Different Types of Defects in Timber as a Building Material!
Janvi Desai is a Civil Engineer (BE). She graduated from Government Engineering College – Bharuch in 2017. She is an Engineer (Civil) at SDCPL – Gharpedia. She is passionate about research and study of latest developments. You can easily reach her via LinkedIn, Facebook, Twitter, Instagram, Pinterest. Besides being blogger, she also participates in quantity survey, site management, design & detailing.
Timber is a synonym of wood, which is extracted from a tree. The word is used to describe the structural components of wood suitable for various formative purposes like the construction of doors, window, roofs, partitions, beams etc. The timber is also known as Lumber in North America.
Wide ranges of building materials are available for house construction. One of them is wood. Wood is widely used because of its valuable properties, i.e. ease of working, attractive appearance, reasonable cost, non-toxic, and recyclable nature and it offers prolonged service life if it get protected from moisture and insects properly.
Unfortunately, timber being natural possesses different types of defects. A defect is an irregularity or abnormality occurring inside or on the surface of the Wood or Timber which can affect its strength, appearance, durability and other properties.
Defects may be due to poor natural growth of the Wood, wood diseases, rapid seasoning and faulty processing. Here we are going to discuss various types of defects in timber.
Types of Defects in Timber
Timber defects are categorized into the following five divisions:
01. Defects caused because of insect manifestation
02. Defects in timber due to natural forces
03. Defects in timber due to Seasoning Impact
04. Defects Due to conversion of timber
05. Defects in timber due to fungi attack
Let us discuss different types of timber defects in detail.
01. Defects Caused Because of Insect Manifestation
The insects usually found responsible for the decay of timber are termites, beetles, and marine borers.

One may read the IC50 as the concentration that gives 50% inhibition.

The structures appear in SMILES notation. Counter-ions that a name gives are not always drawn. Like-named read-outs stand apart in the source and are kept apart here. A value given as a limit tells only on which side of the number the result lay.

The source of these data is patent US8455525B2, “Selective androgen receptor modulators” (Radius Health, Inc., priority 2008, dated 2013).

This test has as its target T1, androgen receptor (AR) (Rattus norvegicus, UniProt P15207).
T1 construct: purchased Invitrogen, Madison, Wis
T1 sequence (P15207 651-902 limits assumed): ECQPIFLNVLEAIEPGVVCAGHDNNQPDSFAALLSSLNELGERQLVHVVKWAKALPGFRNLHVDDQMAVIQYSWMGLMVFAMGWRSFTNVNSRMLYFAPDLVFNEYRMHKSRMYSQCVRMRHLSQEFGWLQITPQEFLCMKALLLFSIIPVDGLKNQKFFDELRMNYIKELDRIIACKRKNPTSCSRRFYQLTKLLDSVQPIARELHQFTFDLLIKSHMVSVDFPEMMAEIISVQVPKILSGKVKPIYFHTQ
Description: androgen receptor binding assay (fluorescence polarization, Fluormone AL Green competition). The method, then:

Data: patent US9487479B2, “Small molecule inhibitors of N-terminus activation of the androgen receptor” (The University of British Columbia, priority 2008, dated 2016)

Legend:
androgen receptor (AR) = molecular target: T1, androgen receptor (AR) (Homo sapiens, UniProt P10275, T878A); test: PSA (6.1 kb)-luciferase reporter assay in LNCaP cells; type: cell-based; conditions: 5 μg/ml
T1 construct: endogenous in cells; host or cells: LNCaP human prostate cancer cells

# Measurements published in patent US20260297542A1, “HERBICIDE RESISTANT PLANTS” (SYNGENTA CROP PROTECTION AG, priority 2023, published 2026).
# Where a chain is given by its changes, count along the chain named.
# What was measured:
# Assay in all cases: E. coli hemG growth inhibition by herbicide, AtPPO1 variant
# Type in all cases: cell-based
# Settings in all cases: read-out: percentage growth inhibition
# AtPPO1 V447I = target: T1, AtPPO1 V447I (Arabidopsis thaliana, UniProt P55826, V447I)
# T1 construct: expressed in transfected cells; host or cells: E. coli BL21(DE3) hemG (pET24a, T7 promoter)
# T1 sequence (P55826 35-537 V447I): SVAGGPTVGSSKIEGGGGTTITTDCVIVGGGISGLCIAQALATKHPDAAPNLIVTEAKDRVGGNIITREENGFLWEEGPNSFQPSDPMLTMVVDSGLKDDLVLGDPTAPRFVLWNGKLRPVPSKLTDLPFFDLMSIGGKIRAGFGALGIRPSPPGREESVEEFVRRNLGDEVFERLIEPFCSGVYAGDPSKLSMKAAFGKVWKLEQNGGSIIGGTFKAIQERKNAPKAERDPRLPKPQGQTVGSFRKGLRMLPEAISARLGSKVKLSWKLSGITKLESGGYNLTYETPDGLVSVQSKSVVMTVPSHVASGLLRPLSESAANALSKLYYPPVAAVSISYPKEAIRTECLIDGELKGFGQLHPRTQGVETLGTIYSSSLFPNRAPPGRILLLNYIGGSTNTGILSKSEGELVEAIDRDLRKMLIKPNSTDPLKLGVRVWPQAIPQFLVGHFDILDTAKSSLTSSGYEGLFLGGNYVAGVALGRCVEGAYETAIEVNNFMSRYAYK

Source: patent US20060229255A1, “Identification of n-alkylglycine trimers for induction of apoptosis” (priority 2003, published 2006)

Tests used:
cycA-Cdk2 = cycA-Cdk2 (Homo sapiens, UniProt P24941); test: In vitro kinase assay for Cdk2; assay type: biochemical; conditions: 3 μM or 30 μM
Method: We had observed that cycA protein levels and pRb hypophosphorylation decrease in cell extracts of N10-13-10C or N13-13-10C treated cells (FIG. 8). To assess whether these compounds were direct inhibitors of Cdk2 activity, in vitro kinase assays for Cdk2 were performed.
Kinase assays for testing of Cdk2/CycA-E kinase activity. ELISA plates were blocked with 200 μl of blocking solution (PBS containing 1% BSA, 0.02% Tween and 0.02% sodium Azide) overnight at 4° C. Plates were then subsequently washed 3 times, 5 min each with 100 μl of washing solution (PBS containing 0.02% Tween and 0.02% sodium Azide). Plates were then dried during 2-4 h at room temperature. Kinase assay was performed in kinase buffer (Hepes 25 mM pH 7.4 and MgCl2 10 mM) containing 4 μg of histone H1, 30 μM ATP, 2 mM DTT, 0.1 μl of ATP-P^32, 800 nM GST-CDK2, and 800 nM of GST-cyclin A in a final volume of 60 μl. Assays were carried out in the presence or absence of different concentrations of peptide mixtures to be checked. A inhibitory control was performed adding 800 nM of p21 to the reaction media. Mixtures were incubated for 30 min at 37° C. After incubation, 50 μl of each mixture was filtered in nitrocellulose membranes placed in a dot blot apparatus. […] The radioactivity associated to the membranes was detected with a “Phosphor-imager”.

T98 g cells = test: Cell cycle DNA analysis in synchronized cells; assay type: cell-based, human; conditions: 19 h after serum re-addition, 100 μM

Termites are also known as white ants, and they are found in tropical and sub-tropical countries. These insects live in a colony and are truly fast in eating away the wood from the core of the cross-sections.
These insects make tunnels inside the timber in different directions and usually do not disturb the outer shell or cover. Very few woods such as teak, sal etc. can resist the attack of termites. These timbers contain certain chemicals in their composition, and the smell of these chemicals is not palatable for termites.
Beetles are small insects, and they cause rapid decay of timber. They form holes of size about 2 mm diameter in wood and attack the sapwood of all species of hardwoods.
Tunnels are formed in all directions in sapwood by the larvae of beetles and wood gets converted into a fine flour-like powder. They usually do not disturb the outer layer of the timber. Hence the timber piece gets attacked by beetles may look sound externally till it completely gets withered inside.
c) Marine Borers:
Marine borers are generally found in salty water. Most of the varieties of marine borers do not feed on wood but they make holes or bore tunnels in wood for taking shelter.
The approximate diameter and length of holes or bores are between 25 mm and 60 mm.
The timber attacked by marine borers loses strength and colour. It is noted that no wood is completely immuned by the attack of marine borers.
02. Defects in Timber Due to Natural Forces
In many instances, the natural forces stand responsible for causing defects in timber. The defects are seen in the form of abnormal growth and harmful rupture of the wood-tissues. Natural forces cause the following defects:
a) Wind Cracks in Timber:
Wind cracks are the shakes or split on the side of the bark of timber due to the shrinkage of the exterior surface. It happens due to the exposure to atmospheric agencies like sun, wind etc.
b) Shakes in Timber:
Shakes are the abnormal cracks which wholly or partially get separated by the fibers of the wood. Different types of shakes are seen, some of the common shakes are cup shakes, heart shakes, ring shakes, star shakes, radial shakes etc.
i) Cup Shakes in Timber:
Cup shakes are caused by the rupture of tissue in a circular direction. It is a curved crack, and it separates partly one annual ring from the other developing one due to non-uniform growth or due to excessive bending of a growing tree during a cyclonic weather. It may prove to be harmful if it covers only a portion of the ring.
ii) Ring Shake in Timber:
When cup shake covers the entire ring of timber, they are known as ring shakes. According to ‘Roswell D. Carpenter, David L. Sonderman & Everette D. Rast’ (Author of book called Defects in Hardwood Timber), Ring shake in timber is a tangential separation of wood fibers along with the parts of the annual rings. It often looks so fine that is not found visible in greenwood and can be detected in dry wood later.
iii) Heart Shakes in Timber: